PC Port Report
It has felt like an eternity, but Monster Hunter: Worldhas finally made it to PC! The near-seven month wait led many to hope that this wouldn’t be some no-effort port, but that Capcom was taking its time and making it “worth the wait.”
Well, it is!
Tested on:Intel i7-4770k 3.50 GHz, 8GB of RAM, Geforce GTX 970, Windows 10. Framerate measured with NVIDIA GeForce Experience. Installed on an SSD.
There are a bevy of options to fine-tune in order to optimize performance on your rig. That being said, I had to turn just about everything down to the mid-low range in order to achieve 60 frames per second (FPS) on my rig — and even then it would dip into the 50s during heatedmoments. I know my tech getting a little dated, but I didn’t expect such “poor” performance here. I don’t mind having to keep everything on the lower end of the scale (I’m used to handheld graphics in Monster Hunter games), but it did surprise me.
The most important option to play with in order to increase FPS is Volumetric Fog. It’s literally just…fog. I turned it off and instantly saw around a 20 FPS boost. And honestly? I think the game looks better without it on, so it was a win-win. The FPS can be capped at 30 or 60, or left to run wild and uncapped.
Mouse support is great all throughout the game’s various menus. I’m actually a big fan of the mouse cursor they used — it’s pretty top notch. It’s a little triangular arrow when not hovering over anything, and then a pointy hand when it’s over something clickable. I love it! It is slower than hitting the A button over and over again, though, so you may want to have one finger over the left mouse button and another over the enter key (I use the one near the numpad) to make some of the menu-heavy elements like picking up bounties quicker.
I’m sure the question on many people’s mind is: can this be comfortably played with a mouse and keyboard as opposed to a gamepad? Now, I’ve spent over 100 hours (chump change, I know) on the Xbox playing with the controller, but I think I prefer the mouse and keyboard. Yes, even for melee weapons! Obviously the mouse and keyboard is a huge boon to anyone playing the bow, light bowgun, or heavy bowgun. Having the fidelity of a mouse when aiming is just great, with adjustable sensitivities and quick movements, I actually enjoy playing ranged weapons now!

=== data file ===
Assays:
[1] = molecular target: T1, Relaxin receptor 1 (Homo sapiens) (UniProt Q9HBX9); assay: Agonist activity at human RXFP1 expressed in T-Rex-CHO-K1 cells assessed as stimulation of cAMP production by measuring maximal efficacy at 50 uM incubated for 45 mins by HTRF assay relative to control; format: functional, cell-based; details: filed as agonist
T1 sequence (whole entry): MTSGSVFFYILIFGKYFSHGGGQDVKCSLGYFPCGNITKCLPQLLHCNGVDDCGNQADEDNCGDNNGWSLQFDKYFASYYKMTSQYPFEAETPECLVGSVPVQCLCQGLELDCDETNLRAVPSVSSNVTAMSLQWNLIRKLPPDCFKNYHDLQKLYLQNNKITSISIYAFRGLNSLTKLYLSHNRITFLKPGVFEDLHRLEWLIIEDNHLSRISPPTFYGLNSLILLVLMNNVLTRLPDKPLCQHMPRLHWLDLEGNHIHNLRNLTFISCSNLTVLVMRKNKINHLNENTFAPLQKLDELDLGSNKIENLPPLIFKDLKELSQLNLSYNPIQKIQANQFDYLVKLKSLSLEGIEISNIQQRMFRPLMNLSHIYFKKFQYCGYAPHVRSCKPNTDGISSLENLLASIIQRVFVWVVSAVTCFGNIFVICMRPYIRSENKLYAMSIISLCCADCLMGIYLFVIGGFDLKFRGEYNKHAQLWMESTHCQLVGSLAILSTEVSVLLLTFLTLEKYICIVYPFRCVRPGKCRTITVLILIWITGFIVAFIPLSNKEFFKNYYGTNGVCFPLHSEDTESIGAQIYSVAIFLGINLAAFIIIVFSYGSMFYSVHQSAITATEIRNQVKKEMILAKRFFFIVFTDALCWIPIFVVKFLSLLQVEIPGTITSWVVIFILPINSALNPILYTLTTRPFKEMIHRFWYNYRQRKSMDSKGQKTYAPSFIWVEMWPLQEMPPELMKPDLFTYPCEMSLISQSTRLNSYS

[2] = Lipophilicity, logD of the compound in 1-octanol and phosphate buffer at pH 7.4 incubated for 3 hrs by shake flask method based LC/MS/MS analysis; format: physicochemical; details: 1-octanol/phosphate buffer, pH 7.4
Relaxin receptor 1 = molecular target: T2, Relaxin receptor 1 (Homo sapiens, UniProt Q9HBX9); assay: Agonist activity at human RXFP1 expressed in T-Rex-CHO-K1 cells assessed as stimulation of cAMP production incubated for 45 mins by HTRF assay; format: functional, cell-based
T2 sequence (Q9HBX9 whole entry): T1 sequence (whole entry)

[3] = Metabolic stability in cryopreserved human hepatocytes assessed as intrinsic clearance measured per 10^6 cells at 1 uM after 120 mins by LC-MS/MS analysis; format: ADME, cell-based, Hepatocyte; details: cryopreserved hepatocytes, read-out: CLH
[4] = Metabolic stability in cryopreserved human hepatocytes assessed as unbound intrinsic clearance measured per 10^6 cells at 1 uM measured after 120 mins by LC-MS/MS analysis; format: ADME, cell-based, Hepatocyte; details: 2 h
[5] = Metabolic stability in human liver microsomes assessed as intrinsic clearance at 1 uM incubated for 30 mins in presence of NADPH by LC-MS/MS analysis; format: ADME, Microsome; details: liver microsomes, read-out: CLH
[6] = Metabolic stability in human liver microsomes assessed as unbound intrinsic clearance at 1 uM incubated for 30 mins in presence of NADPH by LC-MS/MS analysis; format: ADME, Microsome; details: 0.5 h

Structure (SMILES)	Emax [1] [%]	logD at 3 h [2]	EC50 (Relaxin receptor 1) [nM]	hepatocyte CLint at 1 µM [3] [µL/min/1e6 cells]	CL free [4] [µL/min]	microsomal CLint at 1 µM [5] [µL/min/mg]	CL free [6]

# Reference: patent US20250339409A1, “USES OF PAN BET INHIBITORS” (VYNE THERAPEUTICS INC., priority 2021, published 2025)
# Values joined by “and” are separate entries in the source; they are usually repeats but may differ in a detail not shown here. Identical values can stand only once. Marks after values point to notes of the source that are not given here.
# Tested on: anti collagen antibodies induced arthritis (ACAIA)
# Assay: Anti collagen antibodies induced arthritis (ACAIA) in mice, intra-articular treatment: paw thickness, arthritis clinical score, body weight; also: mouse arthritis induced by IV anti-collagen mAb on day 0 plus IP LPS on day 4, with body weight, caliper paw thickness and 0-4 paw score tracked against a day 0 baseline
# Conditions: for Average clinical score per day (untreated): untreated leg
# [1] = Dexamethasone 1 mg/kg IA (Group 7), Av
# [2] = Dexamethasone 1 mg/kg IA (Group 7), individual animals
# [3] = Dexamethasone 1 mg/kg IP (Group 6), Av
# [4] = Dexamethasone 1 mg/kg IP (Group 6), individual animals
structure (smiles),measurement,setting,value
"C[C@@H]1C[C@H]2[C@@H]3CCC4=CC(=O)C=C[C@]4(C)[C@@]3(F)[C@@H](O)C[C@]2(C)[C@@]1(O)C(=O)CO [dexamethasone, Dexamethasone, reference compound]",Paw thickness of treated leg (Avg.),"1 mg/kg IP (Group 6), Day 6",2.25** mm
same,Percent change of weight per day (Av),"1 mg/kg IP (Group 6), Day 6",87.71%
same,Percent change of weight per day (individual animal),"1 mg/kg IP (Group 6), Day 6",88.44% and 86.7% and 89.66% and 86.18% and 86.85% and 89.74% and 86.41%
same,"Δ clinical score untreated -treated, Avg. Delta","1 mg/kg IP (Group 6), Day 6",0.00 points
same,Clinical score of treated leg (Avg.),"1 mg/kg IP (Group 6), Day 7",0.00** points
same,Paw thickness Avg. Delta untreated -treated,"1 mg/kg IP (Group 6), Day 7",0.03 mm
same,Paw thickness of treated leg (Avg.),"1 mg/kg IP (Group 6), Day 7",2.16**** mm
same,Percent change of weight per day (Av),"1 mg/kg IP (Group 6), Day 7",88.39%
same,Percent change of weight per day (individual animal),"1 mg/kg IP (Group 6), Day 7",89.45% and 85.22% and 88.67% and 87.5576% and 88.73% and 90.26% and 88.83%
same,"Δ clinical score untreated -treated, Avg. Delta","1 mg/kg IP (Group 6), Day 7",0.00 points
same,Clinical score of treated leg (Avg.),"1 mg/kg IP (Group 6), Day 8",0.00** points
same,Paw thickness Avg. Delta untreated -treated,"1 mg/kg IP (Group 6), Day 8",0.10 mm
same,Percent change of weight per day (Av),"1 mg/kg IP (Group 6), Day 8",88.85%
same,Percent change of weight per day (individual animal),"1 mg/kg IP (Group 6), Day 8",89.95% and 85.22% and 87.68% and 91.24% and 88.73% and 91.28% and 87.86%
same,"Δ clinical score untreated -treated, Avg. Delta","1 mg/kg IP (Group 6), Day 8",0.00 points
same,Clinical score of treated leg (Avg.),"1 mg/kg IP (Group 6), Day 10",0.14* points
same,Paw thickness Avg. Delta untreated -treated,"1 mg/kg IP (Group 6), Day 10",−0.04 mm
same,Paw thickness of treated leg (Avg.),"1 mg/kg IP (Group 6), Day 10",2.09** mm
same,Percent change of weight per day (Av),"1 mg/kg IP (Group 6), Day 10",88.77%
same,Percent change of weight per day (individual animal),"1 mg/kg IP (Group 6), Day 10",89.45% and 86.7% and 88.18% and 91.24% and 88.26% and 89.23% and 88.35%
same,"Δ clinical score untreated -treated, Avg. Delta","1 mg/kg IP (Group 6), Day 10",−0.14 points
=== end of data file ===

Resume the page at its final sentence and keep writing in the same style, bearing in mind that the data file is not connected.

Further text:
As much as you may think it would be clunky to play something like the Hammer or Greatsword with a mouse and keyboard, I had very little issues. If you are not comfortable in general with the mouse and keyboard setup, then by all means — use a controller. The game auto-recognized by Xbox One controller mid-game and swapped the displayed inputs instantly. If you’ve grown up playing games on WASD, I’d say play with the keybinds and give it ago, especiallyif your mouse has more than three buttons.
As for keybinds, the defaults are okay, but there’s a lot of tinkering to do. The same goes for the Steam Controller. I rigged mine up to use the gyro when aiming with ranged weapons and it felt awesome! Everything can be rebound to whatever makes you happy — with one exception. The quick select menu now has two types. The first is the radial menu that the console players will recognize and controller-users will feel comfortable with. Then there’s a keyboard-specific one that uses the F keys (F1, F2, etc.) and number keys.
I don’t know about you, but I am not in the habit of hitting the F keys as a “quick” option. I do wish that the activation keys for the quick items could be rebound, as I can think of many better options to actually make them, well, quicker. Regardless, I’ve gotten used to at least using F1 to access some of the main items quickly. I suppose you could, outside of the game, rebind F1 to something else, but hopefully, they patch in the ability to remap these buttons. Or, allow us to use the radial menu that controllers use but with the mouse instead. As of now, only WASD register, essentially limiting you to the cardinal directions on the wheel.
Steam integration is here as well. Steam groups have replaced in-game squads, allowing for group pictures to show up in the gathering hall. You are able to view the Steam profiles of players online. I did lose connection to Steam once when Steam when down as I was playing, and thankfully it did not just kick me out entirely. This is the same as it works on consoles, for those who have experienced it.
Perhaps my favorite benefit of the PC version is how fast everything loads. When I played on Xbox One (standard), I would select a mission, visit the in-game chef and do something quickly around the house, then depart on that mission and do something not-so-quick around the house. It took foreverto do anything that required a loading screen. With Monster Hunter: World installed on an SSD (it’s about 18 GB), I barely have enough time to sneeze before the mission is ready. It’s so amazing, I can never go back to playing on the Xbox.
Now that the random crashing has been fixed, I can say with confidence that this version is better than the console version. It isbehind on content for now, but it does have the quality of life additions that have been included in the console version since launch, like being able to return straight to the gathering hub after a quest. The customizable visuals, load times, control options, and Steam integration make this a port that was worth waiting for.